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Wednesday, May 11, 2011

Hymn Books or Data Projectors in Church?

Opening Liturgy

I found this opening liturgy and really like it. I think it speaks for a community or group that want to travel and search together.
We gather together to explore
May we be open to see new perspectives
We gather together in awe of the world around us
May we be open to new insights
We gather together confused by things that happen
May we be open to hear new questions
We gather together to be encouraged
May we be open to each other
We gather together to journey
May we have the space to find our path

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Saturday, May 07, 2011

“Forget Google…”

Friday, May 06, 2011

Dear 16 year old me...

Wednesday, May 04, 2011

Happy Star Wars Day

Tuesday, May 03, 2011

Cambridge University: A-level scores are the best indicator of future degree success

via Mark Steed

Cambridge University has defended robustly its right to admit students on the basis of merit, without regard to social or educational background. Thus far it has resisted all pressure from Government to alter its admissions procedures to be a vehicle of social mobility. [See 'University is not for promoting social justice, says Cambridge vice-chancellor' Daily Telegraph10/09/2008] The findings of a recent study conducted by the University Admissions Research Working Party gives support to this approach and to the policy of using AS-level UMS scores as the best predictor of future degree success.

Richard Partington, the report's author commented,
"A Levels - as measured by unit scores or UMS - were overwhelmingly the best indicator available of likely future degree performance. The one exception is for entry in Mathematics, where Cambridge Assessment's STEP exam gave the best indicator of potential."
The study, The Predictive Effectiveness of Metrics in Admission to Cambridge University, analysed the those students who sat Cambridge Tripos examinations in the period 2006-2009. It also found that Cambridge students from state and independent schools are equally likely to enjoy degree success:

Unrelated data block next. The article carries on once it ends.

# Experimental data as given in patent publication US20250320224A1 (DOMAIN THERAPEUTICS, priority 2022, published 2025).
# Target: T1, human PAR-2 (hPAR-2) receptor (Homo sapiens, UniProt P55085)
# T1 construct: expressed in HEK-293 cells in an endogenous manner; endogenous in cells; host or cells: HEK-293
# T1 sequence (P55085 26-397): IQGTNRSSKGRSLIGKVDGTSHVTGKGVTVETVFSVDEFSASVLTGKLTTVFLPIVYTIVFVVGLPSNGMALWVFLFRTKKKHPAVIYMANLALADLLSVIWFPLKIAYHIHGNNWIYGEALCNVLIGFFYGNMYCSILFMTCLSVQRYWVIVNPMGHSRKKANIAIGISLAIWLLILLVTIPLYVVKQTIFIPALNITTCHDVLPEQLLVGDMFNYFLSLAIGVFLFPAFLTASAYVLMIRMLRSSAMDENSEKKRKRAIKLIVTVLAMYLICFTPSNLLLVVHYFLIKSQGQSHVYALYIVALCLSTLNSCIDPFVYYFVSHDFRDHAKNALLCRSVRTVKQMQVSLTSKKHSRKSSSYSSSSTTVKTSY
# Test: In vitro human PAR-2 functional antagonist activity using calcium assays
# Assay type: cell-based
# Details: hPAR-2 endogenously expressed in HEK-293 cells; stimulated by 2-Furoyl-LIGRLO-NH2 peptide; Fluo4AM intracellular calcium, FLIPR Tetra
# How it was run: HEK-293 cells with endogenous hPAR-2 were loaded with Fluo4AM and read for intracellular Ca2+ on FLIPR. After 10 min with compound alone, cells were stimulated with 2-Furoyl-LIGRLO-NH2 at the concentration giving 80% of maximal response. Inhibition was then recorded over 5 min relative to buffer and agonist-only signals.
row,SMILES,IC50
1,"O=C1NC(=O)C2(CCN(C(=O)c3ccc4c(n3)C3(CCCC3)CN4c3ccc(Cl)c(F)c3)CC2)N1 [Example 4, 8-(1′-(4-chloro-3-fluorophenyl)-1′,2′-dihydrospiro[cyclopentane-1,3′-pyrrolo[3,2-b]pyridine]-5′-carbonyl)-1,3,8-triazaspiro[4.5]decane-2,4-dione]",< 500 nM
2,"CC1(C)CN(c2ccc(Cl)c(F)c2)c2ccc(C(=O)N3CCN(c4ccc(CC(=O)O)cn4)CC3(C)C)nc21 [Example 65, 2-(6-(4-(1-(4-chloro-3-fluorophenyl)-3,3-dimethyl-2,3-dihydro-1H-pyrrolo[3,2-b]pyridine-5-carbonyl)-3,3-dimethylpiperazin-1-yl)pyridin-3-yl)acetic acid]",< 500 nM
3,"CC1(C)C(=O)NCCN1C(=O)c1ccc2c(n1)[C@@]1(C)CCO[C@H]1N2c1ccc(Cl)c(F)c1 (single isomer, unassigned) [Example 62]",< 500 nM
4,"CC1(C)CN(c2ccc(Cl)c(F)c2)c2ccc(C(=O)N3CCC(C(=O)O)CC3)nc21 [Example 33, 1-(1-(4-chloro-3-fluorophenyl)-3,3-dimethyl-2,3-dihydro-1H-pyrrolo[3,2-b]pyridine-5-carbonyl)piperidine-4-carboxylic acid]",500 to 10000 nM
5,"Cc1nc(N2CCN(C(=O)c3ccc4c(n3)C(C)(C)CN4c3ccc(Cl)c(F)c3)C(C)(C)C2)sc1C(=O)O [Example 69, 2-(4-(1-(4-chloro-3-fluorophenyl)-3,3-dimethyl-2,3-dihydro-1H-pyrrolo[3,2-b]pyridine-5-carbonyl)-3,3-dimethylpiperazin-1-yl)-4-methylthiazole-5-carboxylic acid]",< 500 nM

"School background and gender did not make a significant difference. Given the same UMS performance at admission, students from different schools and colleges were equally likely to perform well in Cambridge exams in the period 2006-2009."
The study also found that GCSE grades, the preferred measure used by Oxford University, have largely been a less effective predictor than AS UMS. Interestingly, looking to the future, the Working Group are going to analyse the effectiveness of the A* at A-level as a predictor of future Tripos success.

Long may our top universities resist all external pressures to lower their admission standards to meet a social agenda; and long may they continue to admit students on the basis of merit as demonstrated in nationally recognised examinations.

School background is not a factor in Cambridge degree successCambridge University News Website 05/04/2011

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Choices, and their importance

 ‘It is our choices that show what we truly are, far more than our abilities.’ Dumbledore to Harry Potter

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Monday, May 02, 2011

Creativity Is Not A Talent

About me

I am an African living in Scotland. A son, a father, an ex-husband, a boyfriend, a teacher and friend trying to piece together the stories that my God, my parents, my ex-wife, my girlfriend, my pupils and my friends are telling me, so that I can tell my own story. Thanks to all for your support and advice. I still love good coffee and popcorn.